Matrix and tensor completion aim to recover a low-rank matrix / tensor from limited observations and have been commonly used in applications such as recommender systems and multi-relational data mining. A state-of-the-art matrix completion algorithm is Soft-Impute, which exploits the special "sparse plus low-rank" structure of the matrix iterates to allow efficient SVD in each iteration. Though Soft-Impute is a proximal algorithm, it is generally believed that acceleration destroys the special structure and is thus not useful. Read More


Stochastic variance reduction algorithms have recently become popular for minimizing the average of a large, but finite number of loss functions. The present paper proposes a Riemannian stochastic quasi-Newton algorithm with variance reduction (R-SQN-VR). The key challenges of averaging, adding, and subtracting multiple gradients are addressed with notions of retraction and vector transport. Read More


This work proposes a space-time least-squares Petrov-Galerkin (ST-LSPG) projection method for model reduction of nonlinear dynamical systems. In contrast to typical nonlinear model-reduction methods that first apply (Petrov-)Galerkin projection in the spatial dimension and subsequently apply time integration to numerically resolve the resulting low-dimensional dynamical system, the proposed method applies projection in space and time simultaneously. To accomplish this, the method first introduces a low-dimensional space-time trial subspace, which can be obtained by computing tensor decompositions of state-snapshot data. Read More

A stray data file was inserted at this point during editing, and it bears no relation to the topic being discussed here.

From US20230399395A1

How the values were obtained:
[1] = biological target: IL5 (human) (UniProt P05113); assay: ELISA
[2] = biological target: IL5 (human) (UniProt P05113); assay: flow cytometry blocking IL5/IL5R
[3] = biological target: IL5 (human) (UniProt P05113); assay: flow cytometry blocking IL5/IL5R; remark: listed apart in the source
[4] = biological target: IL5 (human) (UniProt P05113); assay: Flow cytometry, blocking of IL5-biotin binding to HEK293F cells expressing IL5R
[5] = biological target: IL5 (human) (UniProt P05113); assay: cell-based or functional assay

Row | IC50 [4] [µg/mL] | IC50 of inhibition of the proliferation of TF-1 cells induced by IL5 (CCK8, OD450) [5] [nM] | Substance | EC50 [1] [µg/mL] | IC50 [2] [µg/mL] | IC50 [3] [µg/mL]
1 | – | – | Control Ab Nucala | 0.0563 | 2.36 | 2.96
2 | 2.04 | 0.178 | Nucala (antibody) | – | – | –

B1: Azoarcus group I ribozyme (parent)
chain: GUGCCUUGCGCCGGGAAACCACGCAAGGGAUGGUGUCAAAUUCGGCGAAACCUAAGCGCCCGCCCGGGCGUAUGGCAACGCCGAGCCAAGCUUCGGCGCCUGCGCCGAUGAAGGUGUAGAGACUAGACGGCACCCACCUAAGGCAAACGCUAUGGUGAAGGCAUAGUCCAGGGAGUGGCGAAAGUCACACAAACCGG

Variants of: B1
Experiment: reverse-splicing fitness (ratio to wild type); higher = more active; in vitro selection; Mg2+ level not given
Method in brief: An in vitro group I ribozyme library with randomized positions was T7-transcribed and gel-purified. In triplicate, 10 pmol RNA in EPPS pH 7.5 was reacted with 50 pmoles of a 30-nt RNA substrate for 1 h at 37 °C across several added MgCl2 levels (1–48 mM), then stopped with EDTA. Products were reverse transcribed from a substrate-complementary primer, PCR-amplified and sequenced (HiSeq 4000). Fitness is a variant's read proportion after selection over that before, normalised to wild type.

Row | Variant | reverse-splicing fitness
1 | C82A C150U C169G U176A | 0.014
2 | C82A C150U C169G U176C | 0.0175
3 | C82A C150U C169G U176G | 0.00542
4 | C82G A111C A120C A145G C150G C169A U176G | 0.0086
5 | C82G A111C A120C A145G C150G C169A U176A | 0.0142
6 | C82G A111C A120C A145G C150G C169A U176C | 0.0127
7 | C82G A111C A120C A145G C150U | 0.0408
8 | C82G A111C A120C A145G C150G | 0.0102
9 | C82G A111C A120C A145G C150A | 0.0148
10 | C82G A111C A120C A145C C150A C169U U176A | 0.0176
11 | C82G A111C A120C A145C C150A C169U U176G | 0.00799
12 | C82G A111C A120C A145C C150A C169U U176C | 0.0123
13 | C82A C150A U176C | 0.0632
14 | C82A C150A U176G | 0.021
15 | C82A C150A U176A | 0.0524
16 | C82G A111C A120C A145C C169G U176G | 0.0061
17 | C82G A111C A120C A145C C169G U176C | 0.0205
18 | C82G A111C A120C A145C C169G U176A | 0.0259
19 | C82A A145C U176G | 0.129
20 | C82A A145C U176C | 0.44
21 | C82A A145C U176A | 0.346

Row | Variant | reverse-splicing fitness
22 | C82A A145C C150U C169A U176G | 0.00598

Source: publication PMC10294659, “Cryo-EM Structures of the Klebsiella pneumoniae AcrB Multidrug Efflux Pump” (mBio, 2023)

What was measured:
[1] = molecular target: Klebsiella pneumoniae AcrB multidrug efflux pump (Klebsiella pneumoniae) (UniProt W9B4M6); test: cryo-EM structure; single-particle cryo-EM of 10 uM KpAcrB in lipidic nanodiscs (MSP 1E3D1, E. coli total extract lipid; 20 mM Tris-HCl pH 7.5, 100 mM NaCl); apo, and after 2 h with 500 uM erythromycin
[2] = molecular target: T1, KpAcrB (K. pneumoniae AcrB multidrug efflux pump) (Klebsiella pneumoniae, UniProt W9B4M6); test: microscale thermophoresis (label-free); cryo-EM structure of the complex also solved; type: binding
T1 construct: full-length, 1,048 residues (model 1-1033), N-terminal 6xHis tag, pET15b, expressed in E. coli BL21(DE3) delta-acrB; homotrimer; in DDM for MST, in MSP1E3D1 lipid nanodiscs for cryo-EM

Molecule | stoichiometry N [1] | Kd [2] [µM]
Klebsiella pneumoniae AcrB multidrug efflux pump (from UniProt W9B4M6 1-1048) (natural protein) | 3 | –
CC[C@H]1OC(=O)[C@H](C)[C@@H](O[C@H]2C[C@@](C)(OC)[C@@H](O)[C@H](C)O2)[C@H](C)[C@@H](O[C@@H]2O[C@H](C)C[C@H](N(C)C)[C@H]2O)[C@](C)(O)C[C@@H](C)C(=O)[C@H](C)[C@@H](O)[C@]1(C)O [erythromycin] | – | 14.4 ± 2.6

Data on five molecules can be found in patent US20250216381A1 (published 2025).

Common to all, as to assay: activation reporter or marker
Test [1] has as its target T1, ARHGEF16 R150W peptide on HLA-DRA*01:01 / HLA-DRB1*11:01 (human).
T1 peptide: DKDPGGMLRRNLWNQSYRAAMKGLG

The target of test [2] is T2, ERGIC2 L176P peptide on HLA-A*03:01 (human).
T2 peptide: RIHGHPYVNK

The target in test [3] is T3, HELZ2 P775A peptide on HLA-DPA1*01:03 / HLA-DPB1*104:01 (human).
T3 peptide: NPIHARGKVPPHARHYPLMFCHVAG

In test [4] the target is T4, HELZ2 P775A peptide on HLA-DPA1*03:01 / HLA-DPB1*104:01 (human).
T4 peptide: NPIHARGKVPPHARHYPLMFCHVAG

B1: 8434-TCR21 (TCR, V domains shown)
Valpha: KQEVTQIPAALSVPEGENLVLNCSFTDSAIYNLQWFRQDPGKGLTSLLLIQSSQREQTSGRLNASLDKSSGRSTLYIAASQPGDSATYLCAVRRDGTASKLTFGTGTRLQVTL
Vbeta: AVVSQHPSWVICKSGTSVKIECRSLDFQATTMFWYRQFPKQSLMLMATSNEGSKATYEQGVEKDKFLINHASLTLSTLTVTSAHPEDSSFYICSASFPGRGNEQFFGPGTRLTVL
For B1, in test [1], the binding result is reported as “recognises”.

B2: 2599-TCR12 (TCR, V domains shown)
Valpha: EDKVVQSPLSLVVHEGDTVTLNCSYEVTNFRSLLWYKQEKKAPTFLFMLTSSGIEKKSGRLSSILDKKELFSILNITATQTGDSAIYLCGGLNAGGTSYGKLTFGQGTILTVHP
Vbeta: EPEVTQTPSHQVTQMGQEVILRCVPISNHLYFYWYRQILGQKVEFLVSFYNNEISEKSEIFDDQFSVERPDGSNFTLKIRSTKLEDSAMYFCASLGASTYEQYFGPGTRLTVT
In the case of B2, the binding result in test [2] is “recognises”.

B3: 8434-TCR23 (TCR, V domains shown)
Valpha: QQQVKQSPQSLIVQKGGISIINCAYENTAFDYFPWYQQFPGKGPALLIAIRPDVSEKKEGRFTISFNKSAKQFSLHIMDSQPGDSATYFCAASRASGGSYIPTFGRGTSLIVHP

In exploratory tensor mining, a common problem is how to analyze a set of variables across a set of subjects whose observations do not align naturally. For example, when modeling medical features across a set of patients, the number and duration of treatments may vary widely in time, meaning there is no meaningful way to align their clinical records across time points for analysis purposes. To handle such data, the state-of-the-art tensor model is the so-called PARAFAC2, which yields interpretable and robust output and can naturally handle sparse data. Read More


In this letter, we propose an algorithm for recovery of sparse and low rank components of matrices using an iterative method with adaptive thresholding. In each iteration, the low rank and sparse components are obtained using a thresholding operator. This algorithm is fast and can be implemented easily. Read More


Approximate computing has shown to provide new ways to improve performance and power consumption of error-resilient applications. While many of these applications can be found in image processing, data classification or machine learning, we demonstrate its suitability to a problem from scientific computing. Utilizing the self-correcting behavior of iterative algorithms, we show that approximate computing can be applied to the calculation of inverse matrix p-th roots which are required in many applications in scientific computing. Read More